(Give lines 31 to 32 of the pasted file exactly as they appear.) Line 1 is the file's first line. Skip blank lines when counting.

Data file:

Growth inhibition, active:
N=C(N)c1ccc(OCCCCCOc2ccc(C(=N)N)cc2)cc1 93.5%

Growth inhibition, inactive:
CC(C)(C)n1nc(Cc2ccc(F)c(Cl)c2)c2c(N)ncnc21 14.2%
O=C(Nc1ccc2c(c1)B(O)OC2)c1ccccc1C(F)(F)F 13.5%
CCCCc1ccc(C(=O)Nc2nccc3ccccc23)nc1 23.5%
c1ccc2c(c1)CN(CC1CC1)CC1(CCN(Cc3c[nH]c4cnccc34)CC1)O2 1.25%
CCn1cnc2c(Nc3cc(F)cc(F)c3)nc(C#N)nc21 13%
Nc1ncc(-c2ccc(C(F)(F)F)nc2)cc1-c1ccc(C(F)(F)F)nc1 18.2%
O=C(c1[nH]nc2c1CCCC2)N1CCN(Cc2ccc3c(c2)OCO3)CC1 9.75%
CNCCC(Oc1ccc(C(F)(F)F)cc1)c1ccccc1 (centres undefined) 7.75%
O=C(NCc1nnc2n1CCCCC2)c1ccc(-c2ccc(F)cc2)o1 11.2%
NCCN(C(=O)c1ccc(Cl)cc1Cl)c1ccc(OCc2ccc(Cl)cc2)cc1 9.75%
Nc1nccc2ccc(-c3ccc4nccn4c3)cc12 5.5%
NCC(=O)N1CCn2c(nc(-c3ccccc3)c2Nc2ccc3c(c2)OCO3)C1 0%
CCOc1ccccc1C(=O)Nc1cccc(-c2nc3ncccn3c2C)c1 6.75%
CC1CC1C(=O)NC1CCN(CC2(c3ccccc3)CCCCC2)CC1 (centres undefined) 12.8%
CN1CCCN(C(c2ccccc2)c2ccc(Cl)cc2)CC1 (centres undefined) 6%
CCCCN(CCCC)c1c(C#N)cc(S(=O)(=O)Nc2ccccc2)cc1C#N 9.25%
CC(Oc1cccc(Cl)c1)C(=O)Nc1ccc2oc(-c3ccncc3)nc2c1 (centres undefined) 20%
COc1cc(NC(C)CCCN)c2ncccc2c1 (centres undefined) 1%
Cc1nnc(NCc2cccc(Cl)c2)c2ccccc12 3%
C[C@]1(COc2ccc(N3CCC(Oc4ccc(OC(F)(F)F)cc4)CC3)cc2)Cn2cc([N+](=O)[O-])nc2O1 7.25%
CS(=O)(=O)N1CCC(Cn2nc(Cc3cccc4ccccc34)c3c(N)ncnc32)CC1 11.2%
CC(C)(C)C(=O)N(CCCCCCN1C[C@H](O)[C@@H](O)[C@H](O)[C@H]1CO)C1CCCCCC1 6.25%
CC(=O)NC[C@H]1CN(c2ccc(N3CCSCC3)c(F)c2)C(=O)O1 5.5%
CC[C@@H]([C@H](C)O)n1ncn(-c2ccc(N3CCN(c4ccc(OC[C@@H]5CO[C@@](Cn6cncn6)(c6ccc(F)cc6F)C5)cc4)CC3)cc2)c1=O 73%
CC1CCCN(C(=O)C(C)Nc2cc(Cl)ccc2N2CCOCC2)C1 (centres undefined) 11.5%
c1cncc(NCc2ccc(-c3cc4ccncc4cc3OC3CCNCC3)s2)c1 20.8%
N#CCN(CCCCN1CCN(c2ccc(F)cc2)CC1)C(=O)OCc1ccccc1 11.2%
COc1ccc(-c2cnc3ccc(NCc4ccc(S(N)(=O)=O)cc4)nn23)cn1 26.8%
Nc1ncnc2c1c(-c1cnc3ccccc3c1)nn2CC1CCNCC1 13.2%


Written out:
COc1ccc(-c2cnc3ccc(NCc4ccc(S(N)(=O)=O)cc4)nn23)cn1 26.8%
Nc1ncnc2c1c(-c1cnc3ccccc3c1)nn2CC1CCNCC1 13.2%